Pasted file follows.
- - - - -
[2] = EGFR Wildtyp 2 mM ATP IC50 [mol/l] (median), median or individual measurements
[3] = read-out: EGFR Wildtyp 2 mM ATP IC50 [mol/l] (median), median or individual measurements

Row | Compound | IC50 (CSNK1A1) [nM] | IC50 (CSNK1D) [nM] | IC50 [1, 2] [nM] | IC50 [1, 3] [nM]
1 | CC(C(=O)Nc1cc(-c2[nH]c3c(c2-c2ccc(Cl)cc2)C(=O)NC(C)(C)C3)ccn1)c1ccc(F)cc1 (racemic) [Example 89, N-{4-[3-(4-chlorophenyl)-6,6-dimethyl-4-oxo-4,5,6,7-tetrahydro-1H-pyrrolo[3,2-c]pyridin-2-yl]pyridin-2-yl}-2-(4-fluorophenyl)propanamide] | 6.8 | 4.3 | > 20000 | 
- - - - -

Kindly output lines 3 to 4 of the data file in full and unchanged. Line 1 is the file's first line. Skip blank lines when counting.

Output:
Row | Compound | IC50 (CSNK1A1) [nM] | IC50 (CSNK1D) [nM] | IC50 [1, 2] [nM] | IC50 [1, 3] [nM]
1 | CC(C(=O)Nc1cc(-c2[nH]c3c(c2-c2ccc(Cl)cc2)C(=O)NC(C)(C)C3)ccn1)c1ccc(F)cc1 (racemic) [Example 89, N-{4-[3-(4-chlorophenyl)-6,6-dimethyl-4-oxo-4,5,6,7-tetrahydro-1H-pyrrolo[3,2-c]pyridin-2-yl]pyridin-2-yl}-2-(4-fluorophenyl)propanamide] | 6.8 | 4.3 | > 20000 | 